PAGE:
The revenues generated, which equate to almost 1 percent of GDP, will be key to modernizing our public infrastructure and sustaining our social services programs.
From the revenues of TRAIN, 70 percent will go to infrastructure projects. This means roads, bridges, airports, seaports, and even school buildings and hospitals for all Filipinos.
It means spending more time with our families, rather than spending more time on the road with the horrible traffic.
It means expanding economic opportunities to the poor with improved mobility and a more comfortable public transport system.
It also means better accessibility of services, particularly schools and hospitals, for the poor.
For the next six years, it also means providing jobs, especially in construction, such that some Filipinos need not go abroad to look for work.
On the other hand, the other 30 percent of TRAIN revenues will go to social services programs. It will help fund free college education in State Universities and Colleges, the National Health Insurance Program, the Conditional Cash Transfer Program, among other poverty-alleviating interventions.
For a young and developing country like the Philippines, whose median age is 23 years old, we must prioritize developing our youth. This means giving them the best education and healthcare public money can buy.
At the end of the day, a country’s greatest resource is its people. Without TRAIN, the government will lack the funds to finance these development priorities.
Addressing the Misconception on TRAIN
Before I open the floor for questions, allow me to address the main criticism on TRAIN: that it is anti-poor. They say that TRAIN will ease the lives of the middle and upper-classes while imposing a heavy burden on the informal workers and minimum-wage earners who are tax-exempt even before TRAIN.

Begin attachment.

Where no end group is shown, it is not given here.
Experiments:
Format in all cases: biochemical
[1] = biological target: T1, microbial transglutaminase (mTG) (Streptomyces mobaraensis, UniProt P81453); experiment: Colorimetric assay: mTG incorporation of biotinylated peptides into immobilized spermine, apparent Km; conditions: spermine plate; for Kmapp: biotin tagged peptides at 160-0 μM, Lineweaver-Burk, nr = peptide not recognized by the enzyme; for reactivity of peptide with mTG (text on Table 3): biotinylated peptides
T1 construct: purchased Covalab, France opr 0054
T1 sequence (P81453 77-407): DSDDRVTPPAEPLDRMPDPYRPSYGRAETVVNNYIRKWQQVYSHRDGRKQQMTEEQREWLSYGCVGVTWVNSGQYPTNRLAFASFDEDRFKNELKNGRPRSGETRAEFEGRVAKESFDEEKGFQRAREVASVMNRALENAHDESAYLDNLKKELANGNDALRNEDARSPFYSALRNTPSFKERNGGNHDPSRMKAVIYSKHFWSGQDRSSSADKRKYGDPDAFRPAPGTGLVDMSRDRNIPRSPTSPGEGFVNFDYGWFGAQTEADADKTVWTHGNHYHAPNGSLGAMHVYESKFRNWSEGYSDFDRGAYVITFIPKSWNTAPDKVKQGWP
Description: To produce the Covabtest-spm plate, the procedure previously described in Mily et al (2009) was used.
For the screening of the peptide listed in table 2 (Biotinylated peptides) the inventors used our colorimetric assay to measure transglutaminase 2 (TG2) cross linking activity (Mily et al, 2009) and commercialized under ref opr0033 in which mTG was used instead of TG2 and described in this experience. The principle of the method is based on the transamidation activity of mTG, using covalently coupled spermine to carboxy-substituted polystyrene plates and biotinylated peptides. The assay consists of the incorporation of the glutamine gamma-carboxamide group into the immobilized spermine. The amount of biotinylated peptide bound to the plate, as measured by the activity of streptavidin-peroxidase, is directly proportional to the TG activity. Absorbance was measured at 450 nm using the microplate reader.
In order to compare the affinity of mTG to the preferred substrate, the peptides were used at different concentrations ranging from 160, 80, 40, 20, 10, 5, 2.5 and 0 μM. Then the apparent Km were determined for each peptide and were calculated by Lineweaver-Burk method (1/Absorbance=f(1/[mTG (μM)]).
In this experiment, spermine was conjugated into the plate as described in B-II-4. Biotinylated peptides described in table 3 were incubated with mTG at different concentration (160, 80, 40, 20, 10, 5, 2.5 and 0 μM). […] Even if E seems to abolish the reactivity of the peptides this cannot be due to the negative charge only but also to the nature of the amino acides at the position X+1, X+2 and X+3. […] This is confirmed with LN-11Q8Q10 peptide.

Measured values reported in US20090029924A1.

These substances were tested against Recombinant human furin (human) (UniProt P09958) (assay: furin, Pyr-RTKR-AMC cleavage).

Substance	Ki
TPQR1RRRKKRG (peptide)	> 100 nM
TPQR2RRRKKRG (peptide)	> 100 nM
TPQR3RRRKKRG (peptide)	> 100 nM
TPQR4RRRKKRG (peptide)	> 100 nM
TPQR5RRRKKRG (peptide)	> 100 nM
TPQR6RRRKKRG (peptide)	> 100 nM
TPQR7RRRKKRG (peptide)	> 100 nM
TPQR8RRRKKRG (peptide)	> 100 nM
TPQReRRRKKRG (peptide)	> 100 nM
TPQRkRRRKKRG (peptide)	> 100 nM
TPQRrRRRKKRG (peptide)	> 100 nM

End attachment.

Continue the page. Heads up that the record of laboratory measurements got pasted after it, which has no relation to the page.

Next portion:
We, in the government, have already thought of mitigating measures to protect the poor from potential price increases.
In 2018, a cash transfer of P200 per month will be given to the poorest 50 percent of households in the Philippines, or the poorest 10 million households in the country.
In 2019 and 2020, the cash transfer will go higher at P300 per month per household.
The Bangko Sentral ng Pilipinas and other government institutions have also projected the rate of increase in prices given TRAIN. Despite the higher taxes, inflation (or the rise in prices) is still pegged to remain at 2 – 4 percent from 2018 to 2022.
Here is a sample of products and their projected price increases with TRAIN. It will be noted that such price increases are very moderate, whether in food or non-food products. The biggest price increase is really just with the petroleum products. Nevertheless, the cash transfers to be provided by the government should be more than enough to make up for the slight upward adjustment in consumer prices.
In total, the personal income tax cuts and/or the cash transfers will more than offset the costs to households with the higher prices. This is not mere speculation, but backed by formal studies by government institutions.
More so, the budget for these cash transfers is already included in the National Budget.
The appropriate way of assessing the TRAIN is to look at its “net incidence”: by looking at the additional burden on the tax side versus the additional benefit on the expenditure side.
The tax revenues to be collected will not be stashed by the government as if it was stolen from the people. Rather, it will be spent on the pressing needs of the country, which will benefit the poor the most.
After all, it’s the poor who send their children to public schools, public hospitals, and avail of government-provided services.
It’s the poor and working class who will benefit the most from an improved public transport system, and so forth.
In closing, the TRAIN Law is a reform initiative that is crucial to the poverty-reduction and economic development goals of the country.
It amends an outdated, inefficient, and unfair tax system while raising enough funds to enable the country to reach its potential.
For perspective, here are some of the things that the TRAIN Law can fund in the next five years:
- 629,120 public school classrooms, or
- 2,685,101 public school teachers, or
- 60,483 rural health units, or
- 484,326 barangay health stations, or
- 1,324 provincial hospitals, or
- 35,745 kms of paved roads, or
- 786,400 kms of temporary bridge upgrades, or
- 2,665,763 hectares of irrigated land.
Imagine being able to accomplish any of these things.
Still, tax reform is not a walk in the park. There will be winners and losers.
What is important is that the gains outweigh the losses, while simultaneously protecting the welfare of those who will be negatively affected.
Thank you and I am now ready to take your questions.